November 11, 2019 | Erin Bluvas, firstname.lastname@example.org
Every American should have access to lifesaving cancer treatment. However, a recently published study by researchers at the Rural and Minority Health Research Center at the University of South Carolina’s Arnold School of Public Health found that rural populations have to travel further to reach cancer specialists, including medical oncologists, radiation oncologists, cancer surgeons and gynecological oncologists. They also found disparities in areas with higher poverty rates, American Indian and Alaska Native residents, and/or in the South and West regions. The findings are published in Cancer.
“Despite improvements in preventive and treatment opportunities for patients with colorectal and cervical cancers, rural patients are less likely to receive state-of-the-art treatment,” says assistant professor of health services policy and management Peiyin Hung, who led the study. “In fact, previous studies have associated living in rural areas with cancer diagnosis at a later stage, inappropriate and/or underuse of treatment and poor survival rates.”
While the Healthy People 2020 objectives for reducing colorectal and cervical cancer mortality rates have been met in large urban counties, rural communities have been left behind. These persistent rural-urban disparities in receipt of cancer treatment and cancer mortality rates suggest that rural populations may also have less access to cancer treatment services.
With the present study, the research team analyzed data on physician practice locations from the 2018 Physician Compare survey and information collected in the 2012-2016 American Community Survey – to estimate the driving distance from each residential zip code area to the nearest medical specialists involved in treating colorectal and cervical cancer patients. These specialists included medical oncology, radiation oncology, surgical oncology, general surgery, gynecological oncology and colorectal surgery.
Nearly one in five rural Americans (eight million individuals) live more than 60 miles from a medical oncologist, according to the team’s findings. Disparities increased significantly when looking at proximity to more specialized clinicians, such as colorectal surgeons (i.e., 6.5 miles for urban residents compared to 51.8 miles for their rural counterparts; a nearly eight-fold difference in median travel distance) and gynecologic oncologists (i.e., 8.0 miles for urban versus 59.6 miles for rural; more than seven times longer for rural residents).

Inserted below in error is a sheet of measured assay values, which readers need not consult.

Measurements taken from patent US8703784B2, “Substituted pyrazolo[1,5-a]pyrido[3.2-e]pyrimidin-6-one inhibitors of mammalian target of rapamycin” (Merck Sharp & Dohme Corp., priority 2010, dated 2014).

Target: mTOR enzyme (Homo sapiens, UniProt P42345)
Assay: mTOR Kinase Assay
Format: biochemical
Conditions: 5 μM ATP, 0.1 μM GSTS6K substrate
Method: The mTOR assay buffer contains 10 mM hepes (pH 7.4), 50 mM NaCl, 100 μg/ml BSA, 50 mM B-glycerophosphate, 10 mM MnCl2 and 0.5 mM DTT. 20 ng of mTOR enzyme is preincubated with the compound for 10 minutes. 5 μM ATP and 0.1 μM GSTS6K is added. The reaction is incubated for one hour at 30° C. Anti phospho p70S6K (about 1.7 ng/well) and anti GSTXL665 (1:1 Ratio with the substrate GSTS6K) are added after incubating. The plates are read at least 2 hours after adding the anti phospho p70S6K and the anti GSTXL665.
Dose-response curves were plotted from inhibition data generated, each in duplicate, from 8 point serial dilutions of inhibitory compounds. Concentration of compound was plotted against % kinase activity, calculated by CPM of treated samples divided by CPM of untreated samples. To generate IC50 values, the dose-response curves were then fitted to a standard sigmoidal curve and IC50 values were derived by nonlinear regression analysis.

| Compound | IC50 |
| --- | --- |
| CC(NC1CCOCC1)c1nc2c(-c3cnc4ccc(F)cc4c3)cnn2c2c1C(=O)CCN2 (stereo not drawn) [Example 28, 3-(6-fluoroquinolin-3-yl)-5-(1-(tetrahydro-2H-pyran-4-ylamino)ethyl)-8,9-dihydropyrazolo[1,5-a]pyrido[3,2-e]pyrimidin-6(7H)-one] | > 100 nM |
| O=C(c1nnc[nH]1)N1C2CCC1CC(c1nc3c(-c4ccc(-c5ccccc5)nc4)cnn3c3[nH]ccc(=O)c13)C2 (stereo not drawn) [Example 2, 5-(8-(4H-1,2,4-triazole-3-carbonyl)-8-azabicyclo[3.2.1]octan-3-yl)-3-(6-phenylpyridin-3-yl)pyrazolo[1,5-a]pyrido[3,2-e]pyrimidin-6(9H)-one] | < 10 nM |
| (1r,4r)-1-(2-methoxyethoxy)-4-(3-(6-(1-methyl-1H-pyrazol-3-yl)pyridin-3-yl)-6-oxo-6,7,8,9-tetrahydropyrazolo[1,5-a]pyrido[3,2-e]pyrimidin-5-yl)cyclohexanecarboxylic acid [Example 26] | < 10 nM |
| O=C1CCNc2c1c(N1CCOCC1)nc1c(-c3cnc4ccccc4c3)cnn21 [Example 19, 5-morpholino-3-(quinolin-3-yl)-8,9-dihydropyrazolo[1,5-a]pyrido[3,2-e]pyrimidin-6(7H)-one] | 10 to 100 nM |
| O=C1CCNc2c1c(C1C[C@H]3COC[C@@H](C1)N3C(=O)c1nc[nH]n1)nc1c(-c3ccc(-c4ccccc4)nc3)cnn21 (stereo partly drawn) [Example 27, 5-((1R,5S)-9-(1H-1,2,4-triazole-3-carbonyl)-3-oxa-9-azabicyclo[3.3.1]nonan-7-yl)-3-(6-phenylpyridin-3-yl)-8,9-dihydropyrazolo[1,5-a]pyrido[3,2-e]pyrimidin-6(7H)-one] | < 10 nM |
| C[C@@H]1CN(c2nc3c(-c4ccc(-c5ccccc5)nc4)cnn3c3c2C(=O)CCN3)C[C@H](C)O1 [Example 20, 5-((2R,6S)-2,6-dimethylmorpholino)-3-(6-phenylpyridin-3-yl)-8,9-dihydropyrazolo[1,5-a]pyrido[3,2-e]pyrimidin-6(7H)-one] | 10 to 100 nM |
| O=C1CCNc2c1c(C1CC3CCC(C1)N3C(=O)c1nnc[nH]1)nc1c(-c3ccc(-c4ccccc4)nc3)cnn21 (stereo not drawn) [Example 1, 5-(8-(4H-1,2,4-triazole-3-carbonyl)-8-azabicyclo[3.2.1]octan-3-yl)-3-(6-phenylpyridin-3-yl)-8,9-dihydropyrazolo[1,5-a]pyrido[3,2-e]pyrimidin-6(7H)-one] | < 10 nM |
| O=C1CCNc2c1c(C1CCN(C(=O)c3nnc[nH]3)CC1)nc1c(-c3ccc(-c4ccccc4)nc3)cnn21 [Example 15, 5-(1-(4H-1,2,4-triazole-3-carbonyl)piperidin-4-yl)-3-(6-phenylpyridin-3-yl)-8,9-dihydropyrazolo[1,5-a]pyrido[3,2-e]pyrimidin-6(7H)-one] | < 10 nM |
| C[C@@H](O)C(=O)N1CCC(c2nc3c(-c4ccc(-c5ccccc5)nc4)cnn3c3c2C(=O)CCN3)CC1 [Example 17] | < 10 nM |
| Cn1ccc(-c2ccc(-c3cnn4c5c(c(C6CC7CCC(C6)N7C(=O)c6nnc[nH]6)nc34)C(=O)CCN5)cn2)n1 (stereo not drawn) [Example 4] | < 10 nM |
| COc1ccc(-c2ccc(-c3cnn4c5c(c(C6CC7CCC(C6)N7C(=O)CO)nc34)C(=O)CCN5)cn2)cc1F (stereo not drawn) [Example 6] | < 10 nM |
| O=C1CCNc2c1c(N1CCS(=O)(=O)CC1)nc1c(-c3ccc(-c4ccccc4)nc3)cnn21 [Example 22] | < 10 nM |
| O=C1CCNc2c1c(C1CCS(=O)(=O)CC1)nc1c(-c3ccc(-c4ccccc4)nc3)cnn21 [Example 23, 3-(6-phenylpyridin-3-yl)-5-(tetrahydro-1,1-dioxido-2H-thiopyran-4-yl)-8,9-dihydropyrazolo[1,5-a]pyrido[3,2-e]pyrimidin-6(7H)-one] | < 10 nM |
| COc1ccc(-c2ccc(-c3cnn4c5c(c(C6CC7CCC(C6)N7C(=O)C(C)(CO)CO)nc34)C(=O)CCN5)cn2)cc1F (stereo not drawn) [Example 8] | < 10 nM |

For rural residents to reach cancer care specialists (e.g., colorectal surgeon, gynecologic oncologist, surgical oncologist), more than 50 percent had to travel more than 60 miles and more than 10 percent at least two hours. Five percent of rural patients live in more isolated areas, and these 1.7 million Americans must commute as far as 144 miles to reach a medical oncologist.
“Depending on the type of cancer the patient has, this translates to a nearly five-hour, round trip drive everyone month, if not every week or every day, to receive lifesaving treatment,” Hung says.
Areas with a higher poverty rate, American Indian and Alaska Native residents, and/or located in the South and West regions were more likely to be over 60 miles away from these providers. Based on these substantial travel distances required for rural, low-income residents to access treatment, the study team suggests that policy changes be promptly pursued in order to increase access to specialized cancer care for millions of rural residents.
“Residential proximity to cancer specialists is particularly important for vulnerable populations, especially racial minorities and low-income populations, who have disproportionately high rates of diagnosis at an advanced state of disease and high cancer mortality rates,” Hung says. “The maldistributions of cancer care providers across the nation, resulting in patients traveling long distances for cancer care in certain areas, may exacerbate cancer health disparities in these communities.”
Supported by the Federal Office of Rural Health Policy, Health Resources and Services Administration, US Department of Health and Human Services under cooperative agreement U1CRH30539. The information, conclusions, and opinions expressed in this brief are those of the authors and no endorsement by the Federal Office of Rural Health Policy, the Health Resources and Services Administration, or the US Department of Health and Human Services is intended or should be inferred.